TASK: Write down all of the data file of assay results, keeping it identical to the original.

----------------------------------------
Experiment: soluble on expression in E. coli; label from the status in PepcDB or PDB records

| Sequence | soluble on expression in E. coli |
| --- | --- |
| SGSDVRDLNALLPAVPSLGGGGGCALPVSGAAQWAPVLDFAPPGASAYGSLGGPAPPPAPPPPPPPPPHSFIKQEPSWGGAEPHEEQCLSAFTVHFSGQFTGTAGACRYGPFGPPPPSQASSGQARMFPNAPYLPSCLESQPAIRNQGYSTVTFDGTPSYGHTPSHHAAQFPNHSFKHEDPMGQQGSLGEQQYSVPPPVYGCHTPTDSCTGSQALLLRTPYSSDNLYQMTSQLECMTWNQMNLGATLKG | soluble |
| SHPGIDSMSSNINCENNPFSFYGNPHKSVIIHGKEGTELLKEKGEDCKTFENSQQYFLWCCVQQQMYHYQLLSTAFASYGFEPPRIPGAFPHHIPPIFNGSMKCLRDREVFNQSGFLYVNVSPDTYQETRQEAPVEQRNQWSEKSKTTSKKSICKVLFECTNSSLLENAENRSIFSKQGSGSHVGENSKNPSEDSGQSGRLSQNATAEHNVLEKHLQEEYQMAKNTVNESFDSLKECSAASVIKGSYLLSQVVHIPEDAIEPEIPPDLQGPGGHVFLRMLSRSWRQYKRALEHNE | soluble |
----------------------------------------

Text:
Experiment: soluble on expression in E. coli; label from the status in PepcDB or PDB records

| Sequence | soluble on expression in E. coli |
| --- | --- |
| SGSDVRDLNALLPAVPSLGGGGGCALPVSGAAQWAPVLDFAPPGASAYGSLGGPAPPPAPPPPPPPPPHSFIKQEPSWGGAEPHEEQCLSAFTVHFSGQFTGTAGACRYGPFGPPPPSQASSGQARMFPNAPYLPSCLESQPAIRNQGYSTVTFDGTPSYGHTPSHHAAQFPNHSFKHEDPMGQQGSLGEQQYSVPPPVYGCHTPTDSCTGSQALLLRTPYSSDNLYQMTSQLECMTWNQMNLGATLKG | soluble |
| SHPGIDSMSSNINCENNPFSFYGNPHKSVIIHGKEGTELLKEKGEDCKTFENSQQYFLWCCVQQQMYHYQLLSTAFASYGFEPPRIPGAFPHHIPPIFNGSMKCLRDREVFNQSGFLYVNVSPDTYQETRQEAPVEQRNQWSEKSKTTSKKSICKVLFECTNSSLLENAENRSIFSKQGSGSHVGENSKNPSEDSGQSGRLSQNATAEHNVLEKHLQEEYQMAKNTVNESFDSLKECSAASVIKGSYLLSQVVHIPEDAIEPEIPPDLQGPGGHVFLRMLSRSWRQYKRALEHNE | soluble |